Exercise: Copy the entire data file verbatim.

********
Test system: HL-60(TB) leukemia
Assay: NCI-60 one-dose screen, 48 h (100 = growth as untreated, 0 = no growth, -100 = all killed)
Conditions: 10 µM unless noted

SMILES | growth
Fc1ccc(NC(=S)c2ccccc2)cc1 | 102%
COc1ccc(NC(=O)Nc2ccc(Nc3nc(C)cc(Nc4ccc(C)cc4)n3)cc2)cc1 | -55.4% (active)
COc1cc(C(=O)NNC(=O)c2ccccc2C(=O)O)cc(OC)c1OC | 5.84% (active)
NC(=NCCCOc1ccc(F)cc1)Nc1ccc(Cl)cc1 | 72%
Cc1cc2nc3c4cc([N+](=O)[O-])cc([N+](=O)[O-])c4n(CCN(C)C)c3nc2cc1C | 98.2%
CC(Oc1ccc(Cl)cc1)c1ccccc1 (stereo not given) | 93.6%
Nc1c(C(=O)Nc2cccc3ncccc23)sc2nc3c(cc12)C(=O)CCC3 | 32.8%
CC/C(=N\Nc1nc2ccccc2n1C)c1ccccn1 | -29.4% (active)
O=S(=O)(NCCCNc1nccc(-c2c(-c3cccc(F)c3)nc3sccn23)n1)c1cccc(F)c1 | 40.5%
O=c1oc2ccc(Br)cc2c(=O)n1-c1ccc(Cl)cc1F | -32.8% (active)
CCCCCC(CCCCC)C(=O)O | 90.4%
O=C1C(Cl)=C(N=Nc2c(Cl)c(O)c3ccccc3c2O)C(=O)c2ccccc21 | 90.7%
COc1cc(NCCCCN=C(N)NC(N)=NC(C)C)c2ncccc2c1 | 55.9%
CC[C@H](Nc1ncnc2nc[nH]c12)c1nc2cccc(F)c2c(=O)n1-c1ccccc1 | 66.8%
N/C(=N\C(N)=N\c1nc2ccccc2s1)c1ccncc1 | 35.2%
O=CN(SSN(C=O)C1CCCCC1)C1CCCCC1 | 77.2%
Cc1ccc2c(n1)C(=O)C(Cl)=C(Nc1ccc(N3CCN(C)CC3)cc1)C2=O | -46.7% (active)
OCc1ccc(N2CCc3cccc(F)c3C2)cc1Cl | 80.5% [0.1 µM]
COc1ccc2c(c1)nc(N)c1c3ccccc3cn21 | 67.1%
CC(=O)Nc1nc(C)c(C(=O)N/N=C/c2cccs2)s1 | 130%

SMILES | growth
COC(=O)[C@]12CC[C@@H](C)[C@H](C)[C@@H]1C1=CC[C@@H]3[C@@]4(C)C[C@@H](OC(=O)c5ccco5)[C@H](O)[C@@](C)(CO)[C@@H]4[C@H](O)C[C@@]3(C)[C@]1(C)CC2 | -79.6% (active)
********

Test system: HL-60(TB) leukemia
Assay: NCI-60 one-dose screen, 48 h (100 = growth as untreated, 0 = no growth, -100 = all killed)
Conditions: 10 µM unless noted

SMILES | growth
Fc1ccc(NC(=S)c2ccccc2)cc1 | 102%
COc1ccc(NC(=O)Nc2ccc(Nc3nc(C)cc(Nc4ccc(C)cc4)n3)cc2)cc1 | -55.4% (active)
COc1cc(C(=O)NNC(=O)c2ccccc2C(=O)O)cc(OC)c1OC | 5.84% (active)
NC(=NCCCOc1ccc(F)cc1)Nc1ccc(Cl)cc1 | 72%
Cc1cc2nc3c4cc([N+](=O)[O-])cc([N+](=O)[O-])c4n(CCN(C)C)c3nc2cc1C | 98.2%
CC(Oc1ccc(Cl)cc1)c1ccccc1 (stereo not given) | 93.6%
Nc1c(C(=O)Nc2cccc3ncccc23)sc2nc3c(cc12)C(=O)CCC3 | 32.8%
CC/C(=N\Nc1nc2ccccc2n1C)c1ccccn1 | -29.4% (active)
O=S(=O)(NCCCNc1nccc(-c2c(-c3cccc(F)c3)nc3sccn23)n1)c1cccc(F)c1 | 40.5%
O=c1oc2ccc(Br)cc2c(=O)n1-c1ccc(Cl)cc1F | -32.8% (active)
CCCCCC(CCCCC)C(=O)O | 90.4%
O=C1C(Cl)=C(N=Nc2c(Cl)c(O)c3ccccc3c2O)C(=O)c2ccccc21 | 90.7%
COc1cc(NCCCCN=C(N)NC(N)=NC(C)C)c2ncccc2c1 | 55.9%
CC[C@H](Nc1ncnc2nc[nH]c12)c1nc2cccc(F)c2c(=O)n1-c1ccccc1 | 66.8%
N/C(=N\C(N)=N\c1nc2ccccc2s1)c1ccncc1 | 35.2%
O=CN(SSN(C=O)C1CCCCC1)C1CCCCC1 | 77.2%
Cc1ccc2c(n1)C(=O)C(Cl)=C(Nc1ccc(N3CCN(C)CC3)cc1)C2=O | -46.7% (active)
OCc1ccc(N2CCc3cccc(F)c3C2)cc1Cl | 80.5% [0.1 µM]
COc1ccc2c(c1)nc(N)c1c3ccccc3cn21 | 67.1%
CC(=O)Nc1nc(C)c(C(=O)N/N=C/c2cccs2)s1 | 130%

SMILES | growth
COC(=O)[C@]12CC[C@@H](C)[C@H](C)[C@@H]1C1=CC[C@@H]3[C@@]4(C)C[C@@H](OC(=O)c5ccco5)[C@H](O)[C@@](C)(CO)[C@@H]4[C@H](O)C[C@@]3(C)[C@]1(C)CC2 | -79.6% (active)